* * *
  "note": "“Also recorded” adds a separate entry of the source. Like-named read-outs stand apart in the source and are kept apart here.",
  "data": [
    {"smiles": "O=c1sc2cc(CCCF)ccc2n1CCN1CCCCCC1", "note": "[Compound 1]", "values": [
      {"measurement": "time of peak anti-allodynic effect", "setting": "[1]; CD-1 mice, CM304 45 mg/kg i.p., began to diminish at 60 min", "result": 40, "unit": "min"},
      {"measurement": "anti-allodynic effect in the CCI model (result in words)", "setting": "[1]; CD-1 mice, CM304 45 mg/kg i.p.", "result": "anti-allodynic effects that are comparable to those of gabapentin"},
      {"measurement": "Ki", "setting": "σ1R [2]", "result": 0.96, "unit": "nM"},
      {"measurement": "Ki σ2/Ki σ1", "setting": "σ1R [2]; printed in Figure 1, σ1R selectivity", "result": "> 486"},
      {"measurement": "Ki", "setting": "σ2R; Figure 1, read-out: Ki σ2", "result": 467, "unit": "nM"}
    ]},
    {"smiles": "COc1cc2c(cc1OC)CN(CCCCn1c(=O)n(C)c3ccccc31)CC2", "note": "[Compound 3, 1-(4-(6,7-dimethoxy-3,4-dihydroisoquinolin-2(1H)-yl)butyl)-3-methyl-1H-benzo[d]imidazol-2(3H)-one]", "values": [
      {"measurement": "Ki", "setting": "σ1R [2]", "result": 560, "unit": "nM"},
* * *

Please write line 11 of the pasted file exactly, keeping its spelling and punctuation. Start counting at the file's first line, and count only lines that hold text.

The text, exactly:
      {"measurement": "Ki", "setting": "σ1R [2]", "result": 560, "unit": "nM"},